Don’t keep pushing tactics and perks to create a customer-focused culture. Address these core components of sustainable success.

Interested in improving your hospital’s patient satisfaction? See more at: http://cssamerica.com/csshealth.htm


Does the Right Hand Know What the Left Hand is Doing?

Posted on in Business Advice, World of Customer Service Please leave a comment

In many large companies, no, the right hand does NOT know what the left hand is doing.

I had 2 web chats and a telephone call with three different individuals with the same internet service in the past week and got 3 different answers. The last answer was best, so I went with that; it will make me more inclined to “answer shop” next time I have a question or need. That creates more work for the company I call, but they’ve brought it on themselves through their inconsistency.

In the article Time Warner should rethink its approach to customer service, something similar occurs. The writer tells the story of a customer who received a letter that told him to call TWC because the discounted rate period was about to expire. So the customer called and was told that TWC couldn’t do anything until the period expired. So why did they tell him to call in the letter?

When Time Warner was questioned about all the issues that the customer had in multiple communications with TWC, their response was “These two agents had other options for better customer service and need additional training.” Nothing like blaming the employee…but the root cause was not the employee. It was the company.

More than any other company, customers have brought up TWC as an example of a company with poor customer service; it’s the long waits; it’s the technician who cut one person’s cable when trying to disconnect their neighbor’s cable; it’s the inconsistencies; it’s the 4 hour windows for appointments or the long resolutions to problems. The occasional good customer service stories we hear about TWC relate to their social media monitoring of customer service issues, so they’re apparently pretty responsive to Twitter complaints.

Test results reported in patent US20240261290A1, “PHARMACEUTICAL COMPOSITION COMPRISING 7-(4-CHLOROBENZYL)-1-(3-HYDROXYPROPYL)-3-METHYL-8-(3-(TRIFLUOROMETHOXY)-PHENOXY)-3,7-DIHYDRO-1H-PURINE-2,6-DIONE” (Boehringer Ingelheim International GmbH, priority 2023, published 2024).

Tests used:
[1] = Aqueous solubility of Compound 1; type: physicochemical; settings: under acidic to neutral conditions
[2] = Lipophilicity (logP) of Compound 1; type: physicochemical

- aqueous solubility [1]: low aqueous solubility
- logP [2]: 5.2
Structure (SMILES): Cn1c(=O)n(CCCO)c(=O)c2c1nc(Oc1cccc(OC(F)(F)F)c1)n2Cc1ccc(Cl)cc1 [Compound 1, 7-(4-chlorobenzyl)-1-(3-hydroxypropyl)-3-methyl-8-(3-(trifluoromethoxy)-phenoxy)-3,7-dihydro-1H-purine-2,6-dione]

But for any larger company with issues, consistent issues are not usually the fault of the employees. It’s the fault of a company without a cohesive strategy focused on customer service. It’s about a company that’s too compartmentalized. It’s about a company where the right hand doesn’t know what the left hand is doing.

Get consistent with customer service by first getting the whole organization on the same page.

Read our New Book – “Ask Yourself…Am I GREAT at Customer Service?” http://www.amigreatat.com/

Listen to our latest podcast episode of “Stepping Up Service” on The MESH Network at http://themesh.tv/stepping-up-service/

Interested in improving your company’s customer service? See more at our new website! http://www.cssamerica.com/


Sample “Direction of the Team” Letter

Posted on in Business Advice, Sports Please leave a comment

There are many reasons why fans stay and why they go – it’s not just about wins or the high profile player. It’s not just about the weather or the visiting team. For many fans, whether they remain fans or whether season ticket holders renew is based on the Direction of the Team. Particularly when there’s a change in ownership, worsening performance on the field or in the arena, or some significant change in personnel, many fans want to see some reason for hope. They want to know the Direction of the Team.

Last week, Houston Astros General Manager – Jeff Luhnow – wrote this “Direction of the Team” letter to season ticket holders (STHs). Check it out…

In short, he’s empathetic about the poor season, talks about lofty future goals, and tries to connect those dots with personnel moves being made. But one interesting thing he addresses is corporate culture. Although a large part of the reason for the letter is to convey hope and retain the STHs, one of the main ways to get the Direction he wants for the organization is to get everyone to experience winning, experience success. Even if this culture-building activity is starting in the minor leagues, Luhnow realizes that a change in mindset is required to truly change performance, and he realizes that changing a culture is a longer-term process.

So what’s the Direction of Your Team, or Your Business, or Your Organization? Clearly articulate it. Identify your “today,” and identify the desired tomorrow.

Define those activities that connect the dots between today and tomorrow, and make sure you intentionally change the culture at the same time.

Interested in improving your organization’s performance? Check out our Sports Industry Services! http://cssamerica.com/csssport.htm